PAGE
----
Whitehall black-on-black text security blunder reveals info on multiple websites

The saga started when the Daily Star's Sunday edition published a headline story advising that classified nuclear submarine documents had been published online with "key parts blacked out."

"But a massive blunder has meant anyone with basic computer knowledge could reverse the censorship - and read every word of the -previously `restricted' report", noted the paper.

The newspaper says that the report – which reportedly revealed how easy it would be to cause a reactor meltdown in a sub and details the capabilities of US vessels – was published on the MoD's website after a Freedom of Information request by anti-nuclear campaigners.

Sophos' senior technology consultant Graham Cluely, is quoted by the paper as saying the "MoD had committed a schoolboy error."

"It's a staggeringly stupid thing to do. Anyone with even an elementary knowledge of computing would know how to read it. I can only assume they gave it to a junior member of staff to deal with", he told the paper.

By Sunday evening, the BBC and the Daily Telegraph had started researching the saga, with the BBC quoting Conservative MP Patrick Mercer, a former Army officer, as describing the leak as "potentially catastrophic", with the details "hugely interesting" to the UK's enemies.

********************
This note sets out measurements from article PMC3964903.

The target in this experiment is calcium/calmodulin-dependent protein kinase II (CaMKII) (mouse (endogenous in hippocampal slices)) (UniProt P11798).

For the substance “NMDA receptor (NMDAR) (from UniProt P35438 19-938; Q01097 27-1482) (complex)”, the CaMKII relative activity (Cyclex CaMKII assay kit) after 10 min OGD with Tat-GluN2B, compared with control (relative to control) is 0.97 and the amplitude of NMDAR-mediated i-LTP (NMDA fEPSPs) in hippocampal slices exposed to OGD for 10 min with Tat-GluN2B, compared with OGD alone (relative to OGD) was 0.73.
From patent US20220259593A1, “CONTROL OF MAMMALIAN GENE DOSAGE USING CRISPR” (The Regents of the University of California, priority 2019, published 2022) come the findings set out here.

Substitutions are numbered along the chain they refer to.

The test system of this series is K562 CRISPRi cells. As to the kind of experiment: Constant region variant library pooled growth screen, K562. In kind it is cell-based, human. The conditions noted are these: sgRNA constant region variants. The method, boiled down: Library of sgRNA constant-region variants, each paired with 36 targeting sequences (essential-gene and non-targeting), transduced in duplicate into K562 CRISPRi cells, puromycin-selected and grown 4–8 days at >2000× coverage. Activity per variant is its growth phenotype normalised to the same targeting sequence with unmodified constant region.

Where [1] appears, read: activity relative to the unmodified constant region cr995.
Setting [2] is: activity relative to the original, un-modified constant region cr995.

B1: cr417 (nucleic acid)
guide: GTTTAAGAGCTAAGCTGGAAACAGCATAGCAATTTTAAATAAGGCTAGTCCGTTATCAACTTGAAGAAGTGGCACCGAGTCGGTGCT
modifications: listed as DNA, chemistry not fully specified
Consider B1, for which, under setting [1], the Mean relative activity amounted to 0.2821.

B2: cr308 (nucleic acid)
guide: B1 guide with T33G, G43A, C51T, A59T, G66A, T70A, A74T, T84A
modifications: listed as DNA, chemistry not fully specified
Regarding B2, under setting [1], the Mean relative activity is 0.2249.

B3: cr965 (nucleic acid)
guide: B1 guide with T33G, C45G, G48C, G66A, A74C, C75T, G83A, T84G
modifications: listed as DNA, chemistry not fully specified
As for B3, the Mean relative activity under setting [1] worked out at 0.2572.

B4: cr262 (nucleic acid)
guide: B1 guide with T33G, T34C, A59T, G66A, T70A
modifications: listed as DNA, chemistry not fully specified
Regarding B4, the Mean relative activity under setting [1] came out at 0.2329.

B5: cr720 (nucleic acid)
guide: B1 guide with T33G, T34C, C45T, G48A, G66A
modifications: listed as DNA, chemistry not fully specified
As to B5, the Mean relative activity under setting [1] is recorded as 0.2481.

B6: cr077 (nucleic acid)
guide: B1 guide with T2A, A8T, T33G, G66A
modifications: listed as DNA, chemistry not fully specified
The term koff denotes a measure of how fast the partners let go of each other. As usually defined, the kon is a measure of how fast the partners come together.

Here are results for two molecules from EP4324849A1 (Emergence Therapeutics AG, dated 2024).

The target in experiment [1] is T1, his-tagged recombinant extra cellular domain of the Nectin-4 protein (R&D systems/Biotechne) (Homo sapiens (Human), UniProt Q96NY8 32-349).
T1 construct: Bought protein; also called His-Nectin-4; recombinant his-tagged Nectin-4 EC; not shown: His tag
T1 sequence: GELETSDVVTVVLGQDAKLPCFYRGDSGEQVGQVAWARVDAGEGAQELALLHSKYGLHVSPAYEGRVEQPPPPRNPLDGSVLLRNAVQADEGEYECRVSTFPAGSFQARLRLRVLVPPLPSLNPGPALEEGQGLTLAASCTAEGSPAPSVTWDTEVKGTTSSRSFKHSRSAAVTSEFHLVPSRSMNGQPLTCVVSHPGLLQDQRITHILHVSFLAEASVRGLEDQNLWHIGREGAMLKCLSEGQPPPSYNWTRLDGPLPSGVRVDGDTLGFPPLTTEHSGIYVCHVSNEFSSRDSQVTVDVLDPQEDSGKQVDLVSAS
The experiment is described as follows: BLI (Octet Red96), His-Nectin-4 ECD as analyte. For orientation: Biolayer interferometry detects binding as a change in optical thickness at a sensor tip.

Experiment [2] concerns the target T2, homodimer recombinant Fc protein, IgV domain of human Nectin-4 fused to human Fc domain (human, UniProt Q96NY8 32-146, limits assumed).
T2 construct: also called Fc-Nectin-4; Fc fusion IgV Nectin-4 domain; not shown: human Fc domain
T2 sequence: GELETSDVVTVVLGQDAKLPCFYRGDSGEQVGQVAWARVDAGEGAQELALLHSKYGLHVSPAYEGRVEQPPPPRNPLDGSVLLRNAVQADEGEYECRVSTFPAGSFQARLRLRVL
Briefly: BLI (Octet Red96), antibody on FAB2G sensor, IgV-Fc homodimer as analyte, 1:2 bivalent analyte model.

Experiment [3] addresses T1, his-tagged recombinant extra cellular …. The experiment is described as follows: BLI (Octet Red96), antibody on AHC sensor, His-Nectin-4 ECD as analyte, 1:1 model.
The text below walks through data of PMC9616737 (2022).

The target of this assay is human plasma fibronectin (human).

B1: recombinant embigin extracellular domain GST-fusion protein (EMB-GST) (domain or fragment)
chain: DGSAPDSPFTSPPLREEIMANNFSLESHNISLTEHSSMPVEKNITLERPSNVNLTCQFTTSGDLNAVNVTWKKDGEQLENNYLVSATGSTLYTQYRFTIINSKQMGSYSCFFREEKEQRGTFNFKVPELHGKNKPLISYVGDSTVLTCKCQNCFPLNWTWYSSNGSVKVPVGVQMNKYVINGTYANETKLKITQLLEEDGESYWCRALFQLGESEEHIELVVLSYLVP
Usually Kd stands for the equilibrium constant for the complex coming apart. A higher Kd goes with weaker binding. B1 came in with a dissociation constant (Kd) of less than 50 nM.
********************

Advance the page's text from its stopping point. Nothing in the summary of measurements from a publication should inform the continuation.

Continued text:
The Daily Telegraph, meanwhile, claims that at least two other government departments – the Department of Health and the Department for Communities and Local Government – have made the black-on-black redacting blunder on documents they have published on the web.

The paper blames the use of Adobe Photoshop for the error, since when a black patch is pasted over the secret text; it only obscures the text, rather than removing it.

And when transcribed into HTMP format, Infosecurity notes, black text on a black background is effectively edited into the web page.

According to the Telegraph, "the MoD was last night examining other documents handled by the same junior official responsible for redacting the nuclear report."

The paper also quoted a Department of Communities and Local Government spokesman as saying that "there are robust procedures in place to protect personal details in FOI answers. Any replies that do not conform will be investigated."

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